This is the system I’ve used to organize and facilitate successful business conferences, seminars, workshops, radio shows such as Motivational Music Radio, consult with clients and write and publish several paperback, e-books and audio books. “THINK, PLAN, EXECUTE!”â„¢ is a mental and physical science that when applied properly, will yield rewards.
Interestingly enough I held a business conference where I spoke about thinking, planning and executing. There’s a video clip online now, so it all came together exactly how it was supposed to.
People have been putting the “THINK, PLAN, EXECUTE!”â„¢ to great use. Now people see me in person or correspond with me online and share how they are in various stages of thinking, planning and executing to be happy, healthy and wealthy. It truly is an honor when people share those experiences.
Brother Jesse:Â This year you releasedÂ The Twitter Resource Book. I purchased a copy for myself! What has been the response to the book?
Jawar:Â The Twitter Resource BookÂ was released to share with people how to use Twitter to engage, add value and bring more to the table when tweeting. Additionally, there are over 170 applications (apps) and websites that help people automate or make the best use of their Twitter experience. I have also included many of my personal Twitter Tips that have helped me gain and truly engage nearly 20,000 followers as of this interview.
The response forÂ The Twitter Resource BookÂ has been outstanding and getting better by the moment. Your readers may want to visitÂ http://TwitterResourceBook.comÂ for details on the book.
Brother Jesse:Â I know you plan ahead, so give us a snippet of what Jawar will be building upon in 2011….since 2010 is upon us.
Jawar:Â By March 27, 2011 there will be over 1,000,000 people putting “THINK, PLAN, EXECUTE!”â„¢ to great use in both their professional and personal lives. I’m truly excited about the opportunity that we have been afforded. There are a number of speaking engagements at the community, collegiate and corporate levels that are being planned as we speak. With your help and the help of your readers, this vision and plan will become a physical reality exactly as it is.
Thank you for the opportunity to share with your readers Bro. Jesse, you are a shining light and beacon of hope. May you continue to be happy, healthy and wealthy! Hotep!
Brother Jesse:Â Thank you. Hotep.
(For more information on Jawar visitÂ www.jawarspeaks.com)
Suavv Radio is considered the premiere online listening selection. The hosts Rashod, Mike, and Mack always bring cutting edge interviews, hot topics, and a lot of fun.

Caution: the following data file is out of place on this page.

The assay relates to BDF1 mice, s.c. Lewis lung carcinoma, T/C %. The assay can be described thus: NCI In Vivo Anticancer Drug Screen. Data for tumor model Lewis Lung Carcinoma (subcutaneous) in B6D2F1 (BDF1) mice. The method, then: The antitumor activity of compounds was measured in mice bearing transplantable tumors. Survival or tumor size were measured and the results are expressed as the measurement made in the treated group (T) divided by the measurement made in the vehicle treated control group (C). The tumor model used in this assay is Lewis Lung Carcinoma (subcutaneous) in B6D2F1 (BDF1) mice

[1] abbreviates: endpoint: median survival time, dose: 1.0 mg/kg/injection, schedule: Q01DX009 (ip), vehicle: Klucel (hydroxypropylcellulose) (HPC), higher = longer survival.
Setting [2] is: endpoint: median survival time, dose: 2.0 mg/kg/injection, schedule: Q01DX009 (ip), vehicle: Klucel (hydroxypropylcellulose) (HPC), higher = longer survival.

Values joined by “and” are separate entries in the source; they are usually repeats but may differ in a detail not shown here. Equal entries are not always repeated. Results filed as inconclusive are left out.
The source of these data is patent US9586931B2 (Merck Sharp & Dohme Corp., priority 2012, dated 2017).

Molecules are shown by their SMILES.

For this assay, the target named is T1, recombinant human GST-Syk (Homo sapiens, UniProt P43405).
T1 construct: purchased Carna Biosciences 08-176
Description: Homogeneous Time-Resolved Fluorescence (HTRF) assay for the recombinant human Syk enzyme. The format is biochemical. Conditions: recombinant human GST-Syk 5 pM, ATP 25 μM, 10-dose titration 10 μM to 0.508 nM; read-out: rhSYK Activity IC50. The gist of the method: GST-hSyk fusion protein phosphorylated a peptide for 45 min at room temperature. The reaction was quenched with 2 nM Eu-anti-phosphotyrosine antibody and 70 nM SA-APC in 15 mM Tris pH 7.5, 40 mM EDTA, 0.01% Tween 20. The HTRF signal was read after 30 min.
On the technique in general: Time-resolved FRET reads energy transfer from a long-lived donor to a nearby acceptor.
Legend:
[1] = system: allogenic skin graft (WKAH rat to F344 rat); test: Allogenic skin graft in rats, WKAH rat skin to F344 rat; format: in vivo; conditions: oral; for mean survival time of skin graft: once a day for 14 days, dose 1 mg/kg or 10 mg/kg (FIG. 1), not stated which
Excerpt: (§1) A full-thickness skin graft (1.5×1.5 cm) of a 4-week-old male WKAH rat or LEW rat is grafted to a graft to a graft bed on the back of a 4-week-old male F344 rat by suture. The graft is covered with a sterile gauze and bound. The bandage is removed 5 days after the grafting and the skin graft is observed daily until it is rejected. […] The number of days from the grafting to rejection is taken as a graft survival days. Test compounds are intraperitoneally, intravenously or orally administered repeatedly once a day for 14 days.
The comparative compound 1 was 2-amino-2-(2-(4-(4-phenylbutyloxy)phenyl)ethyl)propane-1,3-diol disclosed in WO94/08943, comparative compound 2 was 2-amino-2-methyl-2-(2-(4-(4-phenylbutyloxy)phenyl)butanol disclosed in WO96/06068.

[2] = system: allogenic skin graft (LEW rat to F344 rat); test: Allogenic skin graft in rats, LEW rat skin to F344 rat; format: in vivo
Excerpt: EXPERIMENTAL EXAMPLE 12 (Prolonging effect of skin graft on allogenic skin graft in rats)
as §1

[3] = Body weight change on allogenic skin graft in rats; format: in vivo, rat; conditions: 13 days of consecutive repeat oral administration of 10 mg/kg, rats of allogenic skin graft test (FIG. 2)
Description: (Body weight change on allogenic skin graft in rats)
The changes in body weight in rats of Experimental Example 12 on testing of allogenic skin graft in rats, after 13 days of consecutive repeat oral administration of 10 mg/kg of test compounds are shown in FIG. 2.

On November 10, 2009, I was a special guest on their show to discuss theDestruction of the Black Family. You can listen to the archive of the interview by clicking the link below.
Thank you SUAVV Magazine!
This Week with Jasiri X Episode 26 tells the story of the connection between Afghanistan and war, leading to her intimate yet volatile relationship with the United States. Afghanistan (HerStory) is produced by Kai Roberts and directed by Paradise the Arkitech of X-Clan. Click below to view! (Originally postedÂ 11.25.2009)
(Blogger’sÂ Note:Â OriginallyÂ Posted 8.09.2009. Fiona Bloom is another Twitter Connection I made viaÂ Sharon CarpenterÂ of BET. Once I read the website of Fiona, I was blown away! She has an array of gifts…)
Brother Jesse: Please give me a little background about yourself.
Fiona Bloom:Â I was born and raised in London, England. Iâ€™m a classically trained concert pianist. Studied music and theatre intensely from age 4-22. Music is my lifeblood and in my veins and the acting part- well letâ€™s just say- I love the stage- but Iâ€™ll let my artists be on stage and I just spectate- unless of course Iâ€™m the host and up on the mic introducing the acts and the night…That gets my adrenalin flowing…
Brother Jesse: How and when did you get involved in the music industry?
Fiona Bloom:Â Well if you count being a musician (which I do), I started when I was 5 but as far as the â€˜businessâ€™ side of things…Started when I was 26… I was so knowledgeable in the music as a historian/lover of it and art appreciator that I didnâ€™t even come to realize record labels existed until I was working at a radio station…I studied liner notes, back to front inside out sidemen, producers, musicians, lyrics and never even noticed the logos on bottom till one day one of my DJâ€™s at the station was trying to get an interview with A Flock of Seagulls and had to call Arista to set it up â€“ I was like who???
Zaki Ibrahim â€“ â€œComputer Girlâ€ from â€˜Eclecticaâ€™
Miz Metro â€œCity Screamsâ€ â€˜Unlimitedâ€™
Kâ€™Naan â€œI Come Preparedâ€ w/ Damian Marley â€˜Troubadourâ€™
Axum- Freha (Israeli Hip Hop)
The Beatards â€œNasty Funkyâ€ – from their self titled EPBrother Jesse: For those who think public relations and artist management is easy, please talk about the behind the scenes work.
If you’re a cell phone addict, you probably won’t be able to read this blog post all the way through without responding to a text message from someone at the same time. That’s why you’re smiling now.
But seriously, I was recently told by a friend of mine that he canceled his text messaging plan on his cell phone for the next 30 days because he felt it has impacted his natural ability to dialogue with people in person, impacted his attention span and caused him to stop doing things like calling people frequently and writing properly.